COVID-19: Nigerian doctors raise hope for home-made drugs
...as Osinbajo pledges FG’s support
A team of Nigerian doctors comprising of researchers from the Lagos University Teaching Hospital (LUTH) and Diaspora-based professors and scientists have raised hope about the effectiveness of, and roles that Ivermectin drug can play in the treatment of the coronavirus disease.
The team has submitted its report on the usefulness of the drug to the World Health Organisation (WHO) which has appointed a peer review experts from the United Kingdom.
Elated at the milestone achieved so far, Vice President Yemi Osinbajo who received a brief on the report by the team led by Femi Babalola, the principal investigator, and Chris Bode, the chief medical director of LUTH, expressed excitement that Nigeria and Nigerians “are at the cutting edge of scientific research into the Covid-19 treatment.”
According to him, “we have an opportunity here and I am so fascinated to hear this drug has been used in the treatment of River Blindness in this country.”
While commending the efforts of the team, Osinbajo added that with the report, Nigeria is at an advantage both in knowledge and availability of the drug, especially since Ivermectin has been found useful not only in the treatment of Covid-19 but also as a prophylactic medication.
He disclosed that the Federal Government would explore further ways to support the research for the benefit of Nigerians and humanity generally, while also advancing the effective funding of scientific research in the country.
Members of the group named IVERCOVID Research Group are the principal investigator, Femi Babalola, an ophthalmologist and surgeon; the chief medical director of LUTH, Chris Bode; the chairman of the Medical Advisory Council at LUTH, Lanre Adeyemo; a US-based clinical pharmacologist, Adesuyi Ajayi; two project virologists: S.A Omilabu and Olumuyiwa Salu; and also the project coordinator, Felix Alakaloko.
They also commended the presidency for encouraging the research and thanked the Vice President for his personal role and support.
The report is titled, “A randomised controlled trial for the repurposing of Ivermectin in the management of Covid-19,” and highlights are discussed below:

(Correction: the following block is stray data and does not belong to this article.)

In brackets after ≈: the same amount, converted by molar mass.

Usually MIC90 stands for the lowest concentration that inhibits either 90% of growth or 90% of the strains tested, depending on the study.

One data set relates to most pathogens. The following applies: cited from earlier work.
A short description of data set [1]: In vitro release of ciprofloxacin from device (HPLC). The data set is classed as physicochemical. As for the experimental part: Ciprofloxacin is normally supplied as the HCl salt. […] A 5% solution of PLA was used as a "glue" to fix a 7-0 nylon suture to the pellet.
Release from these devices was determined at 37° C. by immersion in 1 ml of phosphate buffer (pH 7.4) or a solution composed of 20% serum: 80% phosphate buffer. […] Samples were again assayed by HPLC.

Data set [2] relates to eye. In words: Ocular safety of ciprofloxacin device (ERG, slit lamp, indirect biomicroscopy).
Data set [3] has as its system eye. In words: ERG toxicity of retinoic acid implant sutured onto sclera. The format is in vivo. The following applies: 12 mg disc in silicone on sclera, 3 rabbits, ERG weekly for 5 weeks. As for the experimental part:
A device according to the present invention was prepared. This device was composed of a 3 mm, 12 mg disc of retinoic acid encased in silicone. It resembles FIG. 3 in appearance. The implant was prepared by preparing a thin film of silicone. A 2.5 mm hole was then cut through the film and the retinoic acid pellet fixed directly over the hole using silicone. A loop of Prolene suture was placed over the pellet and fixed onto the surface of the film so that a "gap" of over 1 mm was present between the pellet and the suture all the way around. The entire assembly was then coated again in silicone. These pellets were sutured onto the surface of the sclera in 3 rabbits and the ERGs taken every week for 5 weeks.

The research carried out in the Lagos University Teaching Hospital (LUTH) was undertaken following the report of a 5,000-fold reduction in viral load by Australian workers with in-vitro use of Ivermectin on Covid-19 in culture.
The PI has worked extensively with Ivermectin on the Onchocerciasis-river Blindness control programme, through which many Nigerians have used Ivermectin.
The study is said to have revealed that the mechanism of action of Ivermectin, include“inhibiting viral entry into cells nucleus; and “direct suppression of viral RNA load of SARS COV 2,” among others.
Ivermectin is orally absorbed with higher absorption as a solution better than tablets, and “The Mean Residence Time” (MRT) is 3.4 days. This informs the suggested frequency of dosing, i.e. twice a week.
The research’s Null hypothesis noted that: “Safe doses of Ivermectin are not useful in the treatment of patients with virology proven Covid-19 disease, does not lower viral load, and does not shorten time to negativity, neither does it cause improvement in clinical parameters when compared to Lopinavir/ritonavir/placebo.”
But its alternative hypothesis revealed that “safe doses of Ivermectin are useful in the treatment of patients with virology proven Covid- 19 disease, lowering viral load, shortening time to negativity, and causing improvement in clinical parameters when compared with Lopinavir/ Ritonavir/placebo.”